MATH 165, Fall Quarter, course information

Meetings: MWF 12:10pm-1:00pm, PHYSICS 140.

Instructor: Jesús A. De Loera.


Phone: (530)-554 9702

Office hours: Monday and Wednesday 1:10pm-2:00pm or by appointment. My office is 3228 Mathematical Science Building (MSB). The TA for this class is Mr. Mohamed Omar. His office hours are Thursdays 10am-11am at room 2125 MSB. We will be glad to help you with any questions, concerns, or problems.

Prerequisites and expectations: This class is intended for Math and CS majors in their junior or senior year. It is necessary that you have a solid idea of how to write proofs and true familiarity with computer programming (say as in ECS 30). In particular you will have to learn MAPLE. If in doubt please ask me about it.

You are expected to work outside the classroom programming, thinking about the theorems and exercises, etc. I estimate a minimum of 3 hours work at home per lecture. The most important thing is what YOU learn by doing. Math and CS are not spectator sports!

Text: The only mandatory text for this course is

Other (more advanced, not required) references:

Software: This class will use MAPLE as the software for class discussion, tests, homeworks, projects, etc. Due to logistic reasons, no other software will be allowed. A very useful resource, an e-book about MAPLE, is accessible to all UC Davis students for free in the electronic book (you do not need to buy this book!):

Maple and Mathematica :a problem solving approach for mathematics by Inna Shingareva and Carlos Lizarraga-Celaya, Springer, 2009, online resource (xviii, 483 p.).

To access the book there is a SpringerLink free to all UC campuses e-book about MAPLE

If you wish to access the book from outside campus internet, then you can do this using the VPN link of the library (go to the UCD library link).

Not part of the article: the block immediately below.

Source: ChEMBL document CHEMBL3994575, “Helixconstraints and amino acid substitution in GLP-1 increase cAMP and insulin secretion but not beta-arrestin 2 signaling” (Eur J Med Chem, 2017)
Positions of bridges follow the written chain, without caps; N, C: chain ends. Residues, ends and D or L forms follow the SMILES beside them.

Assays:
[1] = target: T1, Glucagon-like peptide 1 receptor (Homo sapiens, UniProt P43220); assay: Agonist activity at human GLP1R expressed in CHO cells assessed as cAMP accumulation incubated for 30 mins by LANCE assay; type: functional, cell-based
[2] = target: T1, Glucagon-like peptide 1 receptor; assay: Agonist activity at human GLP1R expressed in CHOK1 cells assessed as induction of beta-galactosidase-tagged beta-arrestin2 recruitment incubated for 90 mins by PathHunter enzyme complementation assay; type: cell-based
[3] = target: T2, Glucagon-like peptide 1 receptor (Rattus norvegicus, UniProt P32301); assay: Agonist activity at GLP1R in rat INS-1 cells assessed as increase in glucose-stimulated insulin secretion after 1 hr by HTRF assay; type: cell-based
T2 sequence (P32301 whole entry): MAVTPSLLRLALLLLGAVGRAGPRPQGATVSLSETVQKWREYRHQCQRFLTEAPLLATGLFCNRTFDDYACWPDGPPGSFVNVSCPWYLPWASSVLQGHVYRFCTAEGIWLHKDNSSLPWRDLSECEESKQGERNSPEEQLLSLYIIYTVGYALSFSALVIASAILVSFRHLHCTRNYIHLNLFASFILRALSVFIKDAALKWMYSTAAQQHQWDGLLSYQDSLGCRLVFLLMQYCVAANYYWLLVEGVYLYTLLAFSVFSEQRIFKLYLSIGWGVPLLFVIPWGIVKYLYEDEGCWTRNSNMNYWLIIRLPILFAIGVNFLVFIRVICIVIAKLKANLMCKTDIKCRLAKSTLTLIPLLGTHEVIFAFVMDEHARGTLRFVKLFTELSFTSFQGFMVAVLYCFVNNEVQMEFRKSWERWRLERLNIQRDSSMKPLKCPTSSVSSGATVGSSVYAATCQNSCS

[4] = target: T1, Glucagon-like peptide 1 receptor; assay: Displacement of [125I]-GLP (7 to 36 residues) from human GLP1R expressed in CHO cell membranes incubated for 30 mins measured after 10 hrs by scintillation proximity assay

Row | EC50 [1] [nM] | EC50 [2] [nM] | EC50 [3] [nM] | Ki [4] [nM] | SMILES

Finally (NOT required) but a great text for all about MAPLE is

``An introduction to MAPLE'', by A. Heck, Springer, 2006.

Description of this Course: : This course has two goals:

1) To introduce undergraduate students to Algebraic/Symbolic Computation. This is the part of mathematics dedicated to algorithms where the answer is to be computed exactly. This is complementary to the area of numerical analysis (MATH 128ABC) where answers are computed with limited precision and error.

2) It is now undeniable that computers are useful tools for finding counterexamples, discover patterns, and even proof theorems! For example, the proof of the four color theorem, investigation of fractals, etc. Thus, the second goal of the course is to learn how computers are useful tools for mathematical research, experimentation and can even help to generate formal proofs automatically. In fact, knowing how to use computers can go a long way toward solving a math problem (e.g. see the wonderful site of Project Euler ).

Course outline: In general what I will try to do is to cover the first four chapters of the text book, plus some scientific applications.

(weeks 1-2) Motivation, Introduction to MAPLE and Symbolic Computation. The algebra of univariate polynomials,
Euclid's algorithm and GCD of polynomials. Real and rational roots of univariate polynomials (Sturm sequences and Descartes's rule of signs).


(week 3-4) Ideals and Varieties, Multivariate systems of polynomial equations, monomial ideals, term orders and Multivariate Division Algorithm.


(week 5-6) Groebner bases and Buchberger's algorithm


(week 7-8) Solving systems of multivariate polynomial equations. Elimination theory, Hilbert's Nullstellensatz and unsolvable systems.


(week 9-10) Applications. Engineering problems (e.g. Robotics), Automatic Theorem proving.

THIRD PROJECT DUE (last day of classes)


Grading policy: